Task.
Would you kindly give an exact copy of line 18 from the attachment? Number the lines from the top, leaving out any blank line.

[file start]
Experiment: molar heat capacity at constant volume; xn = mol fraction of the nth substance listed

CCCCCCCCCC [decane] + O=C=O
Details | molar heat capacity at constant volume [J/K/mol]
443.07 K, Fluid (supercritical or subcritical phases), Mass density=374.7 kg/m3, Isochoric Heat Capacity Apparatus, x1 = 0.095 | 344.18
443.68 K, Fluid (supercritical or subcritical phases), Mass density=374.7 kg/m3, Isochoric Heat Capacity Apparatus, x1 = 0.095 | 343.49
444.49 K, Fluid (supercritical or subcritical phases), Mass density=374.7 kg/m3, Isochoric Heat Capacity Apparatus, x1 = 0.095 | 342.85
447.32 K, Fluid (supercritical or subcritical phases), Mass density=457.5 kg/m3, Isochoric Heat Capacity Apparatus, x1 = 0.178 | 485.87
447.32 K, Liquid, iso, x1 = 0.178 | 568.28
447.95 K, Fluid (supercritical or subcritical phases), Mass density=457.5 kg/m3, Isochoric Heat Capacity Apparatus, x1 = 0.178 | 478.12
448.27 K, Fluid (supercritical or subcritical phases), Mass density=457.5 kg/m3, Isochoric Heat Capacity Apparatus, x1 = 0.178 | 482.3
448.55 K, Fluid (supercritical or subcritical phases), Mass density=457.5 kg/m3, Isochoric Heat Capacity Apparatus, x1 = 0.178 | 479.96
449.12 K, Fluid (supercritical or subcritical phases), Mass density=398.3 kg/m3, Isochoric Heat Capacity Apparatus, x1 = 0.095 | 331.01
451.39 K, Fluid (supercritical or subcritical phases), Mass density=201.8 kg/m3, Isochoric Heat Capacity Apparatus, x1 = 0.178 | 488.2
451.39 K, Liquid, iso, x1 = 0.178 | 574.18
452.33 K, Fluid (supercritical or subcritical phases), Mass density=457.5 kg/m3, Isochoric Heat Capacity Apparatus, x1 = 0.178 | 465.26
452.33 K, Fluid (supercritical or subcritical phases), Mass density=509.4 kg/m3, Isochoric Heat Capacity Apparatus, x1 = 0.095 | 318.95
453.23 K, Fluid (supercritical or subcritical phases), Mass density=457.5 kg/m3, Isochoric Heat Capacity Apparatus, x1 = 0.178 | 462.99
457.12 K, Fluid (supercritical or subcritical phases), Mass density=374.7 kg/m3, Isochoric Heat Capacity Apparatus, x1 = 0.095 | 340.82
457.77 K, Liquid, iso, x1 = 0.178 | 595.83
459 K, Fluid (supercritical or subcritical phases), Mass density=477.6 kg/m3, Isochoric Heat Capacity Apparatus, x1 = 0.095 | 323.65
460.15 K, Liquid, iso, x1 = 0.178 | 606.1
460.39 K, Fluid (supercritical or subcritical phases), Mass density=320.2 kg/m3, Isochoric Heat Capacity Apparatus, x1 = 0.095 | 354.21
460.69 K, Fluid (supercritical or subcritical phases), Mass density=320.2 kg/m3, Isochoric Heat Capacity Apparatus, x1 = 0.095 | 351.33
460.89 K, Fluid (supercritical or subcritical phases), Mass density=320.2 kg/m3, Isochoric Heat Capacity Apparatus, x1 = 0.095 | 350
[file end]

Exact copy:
457.12 K, Fluid (supercritical or subcritical phases), Mass density=374.7 kg/m3, Isochoric Heat Capacity Apparatus, x1 = 0.095 | 340.82